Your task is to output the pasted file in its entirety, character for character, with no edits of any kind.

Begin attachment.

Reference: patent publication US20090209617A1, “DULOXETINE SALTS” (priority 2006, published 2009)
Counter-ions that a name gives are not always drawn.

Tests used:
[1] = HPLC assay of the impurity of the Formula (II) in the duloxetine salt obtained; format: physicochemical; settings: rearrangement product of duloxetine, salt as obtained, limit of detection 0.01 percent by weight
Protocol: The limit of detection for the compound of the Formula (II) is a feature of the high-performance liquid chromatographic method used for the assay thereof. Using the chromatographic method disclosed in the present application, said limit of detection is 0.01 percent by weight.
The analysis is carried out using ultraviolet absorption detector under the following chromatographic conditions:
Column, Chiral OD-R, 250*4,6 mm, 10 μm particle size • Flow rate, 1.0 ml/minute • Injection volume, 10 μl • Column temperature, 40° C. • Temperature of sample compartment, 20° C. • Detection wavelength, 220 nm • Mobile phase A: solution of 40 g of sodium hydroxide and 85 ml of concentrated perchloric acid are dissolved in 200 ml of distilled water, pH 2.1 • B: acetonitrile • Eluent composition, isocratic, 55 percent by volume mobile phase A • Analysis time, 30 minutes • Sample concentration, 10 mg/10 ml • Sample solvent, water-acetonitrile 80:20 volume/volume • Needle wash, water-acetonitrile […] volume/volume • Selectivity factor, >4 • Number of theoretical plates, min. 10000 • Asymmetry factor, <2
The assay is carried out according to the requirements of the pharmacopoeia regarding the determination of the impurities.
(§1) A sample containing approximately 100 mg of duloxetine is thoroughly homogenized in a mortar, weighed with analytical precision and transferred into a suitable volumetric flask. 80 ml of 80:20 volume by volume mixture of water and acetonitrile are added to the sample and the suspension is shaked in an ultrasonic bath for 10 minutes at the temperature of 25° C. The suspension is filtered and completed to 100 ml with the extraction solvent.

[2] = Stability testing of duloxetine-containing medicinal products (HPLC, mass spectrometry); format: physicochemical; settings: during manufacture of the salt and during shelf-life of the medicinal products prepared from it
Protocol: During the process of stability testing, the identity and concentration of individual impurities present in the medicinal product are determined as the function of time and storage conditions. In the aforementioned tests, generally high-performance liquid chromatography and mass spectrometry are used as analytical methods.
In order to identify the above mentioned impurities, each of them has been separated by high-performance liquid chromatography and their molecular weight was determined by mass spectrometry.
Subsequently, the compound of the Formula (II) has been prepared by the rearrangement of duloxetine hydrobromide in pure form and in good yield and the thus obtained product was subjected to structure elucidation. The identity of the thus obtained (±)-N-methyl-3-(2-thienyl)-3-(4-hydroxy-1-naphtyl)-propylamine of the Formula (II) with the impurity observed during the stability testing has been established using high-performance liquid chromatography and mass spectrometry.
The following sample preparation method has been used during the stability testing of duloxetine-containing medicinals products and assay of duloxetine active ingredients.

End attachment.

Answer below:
Reference: patent publication US20090209617A1, “DULOXETINE SALTS” (priority 2006, published 2009)
Counter-ions that a name gives are not always drawn.

Tests used:
[1] = HPLC assay of the impurity of the Formula (II) in the duloxetine salt obtained; format: physicochemical; settings: rearrangement product of duloxetine, salt as obtained, limit of detection 0.01 percent by weight
Protocol: The limit of detection for the compound of the Formula (II) is a feature of the high-performance liquid chromatographic method used for the assay thereof. Using the chromatographic method disclosed in the present application, said limit of detection is 0.01 percent by weight.
The analysis is carried out using ultraviolet absorption detector under the following chromatographic conditions:
Column, Chiral OD-R, 250*4,6 mm, 10 μm particle size • Flow rate, 1.0 ml/minute • Injection volume, 10 μl • Column temperature, 40° C. • Temperature of sample compartment, 20° C. • Detection wavelength, 220 nm • Mobile phase A: solution of 40 g of sodium hydroxide and 85 ml of concentrated perchloric acid are dissolved in 200 ml of distilled water, pH 2.1 • B: acetonitrile • Eluent composition, isocratic, 55 percent by volume mobile phase A • Analysis time, 30 minutes • Sample concentration, 10 mg/10 ml • Sample solvent, water-acetonitrile 80:20 volume/volume • Needle wash, water-acetonitrile […] volume/volume • Selectivity factor, >4 • Number of theoretical plates, min. 10000 • Asymmetry factor, <2
The assay is carried out according to the requirements of the pharmacopoeia regarding the determination of the impurities.
(§1) A sample containing approximately 100 mg of duloxetine is thoroughly homogenized in a mortar, weighed with analytical precision and transferred into a suitable volumetric flask. 80 ml of 80:20 volume by volume mixture of water and acetonitrile are added to the sample and the suspension is shaked in an ultrasonic bath for 10 minutes at the temperature of 25° C. The suspension is filtered and completed to 100 ml with the extraction solvent.

[2] = Stability testing of duloxetine-containing medicinal products (HPLC, mass spectrometry); format: physicochemical; settings: during manufacture of the salt and during shelf-life of the medicinal products prepared from it
Protocol: During the process of stability testing, the identity and concentration of individual impurities present in the medicinal product are determined as the function of time and storage conditions. In the aforementioned tests, generally high-performance liquid chromatography and mass spectrometry are used as analytical methods.
In order to identify the above mentioned impurities, each of them has been separated by high-performance liquid chromatography and their molecular weight was determined by mass spectrometry.
Subsequently, the compound of the Formula (II) has been prepared by the rearrangement of duloxetine hydrobromide in pure form and in good yield and the thus obtained product was subjected to structure elucidation. The identity of the thus obtained (±)-N-methyl-3-(2-thienyl)-3-(4-hydroxy-1-naphtyl)-propylamine of the Formula (II) with the impurity observed during the stability testing has been established using high-performance liquid chromatography and mass spectrometry.
The following sample preparation method has been used during the stability testing of duloxetine-containing medicinals products and assay of duloxetine active ingredients.